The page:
I’d say The Diplomat reminds me most of that highest echelon of modern television occupied almost solely by The Good Wife: enough politics to keep the plot engine running, but it’s really about the relationship between a highly capable professional woman and the other highly capable professionals around her, who may or may not be putting American democracy at risk with their antics.
The Diplomat writers made a show about politics that caters to people who know nothing about politics. This in itself is not a chidush.
What is VERY VERY COOL to me is that they made it accessible without dumbing anything down, which is, frankly, shocking.
Compare that to Mad Men:
Watching MM in 2011 was an exercise in restraint. I knew I was smart enough to catch most of it, but lived in fear of missing any of it.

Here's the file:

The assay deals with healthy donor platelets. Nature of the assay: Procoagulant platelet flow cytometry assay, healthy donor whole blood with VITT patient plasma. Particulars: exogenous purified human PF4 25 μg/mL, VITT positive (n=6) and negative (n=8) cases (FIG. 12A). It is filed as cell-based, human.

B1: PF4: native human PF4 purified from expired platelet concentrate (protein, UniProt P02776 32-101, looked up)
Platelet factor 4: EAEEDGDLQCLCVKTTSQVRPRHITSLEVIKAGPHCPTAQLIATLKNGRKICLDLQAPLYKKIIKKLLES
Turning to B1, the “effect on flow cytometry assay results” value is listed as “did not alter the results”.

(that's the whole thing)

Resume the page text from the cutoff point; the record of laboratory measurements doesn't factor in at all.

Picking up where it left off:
I’m as elitist as the next English major. But the way Mad Men refused to even give a proper “Previously, on …” to catch up viewers in A WEEKLY SHOW, before binge watching was the norm, was SO superior and smug.
There were storylines that picked up episodes – even seasons later – and you were just supposed to remember the connection. A meaningful glance was a terrible thing because more often than not, YOU DID NOT KNOW WHY MEANINGFUL GLANCE. WHY?? WHY MEANINGFUL GLANCE???
It was an extraordinary show, one that influenced so many other shows, blatantly or otherwise. My own writing was probably influenced by Mad Men. But it was maddening to know how much I was missing.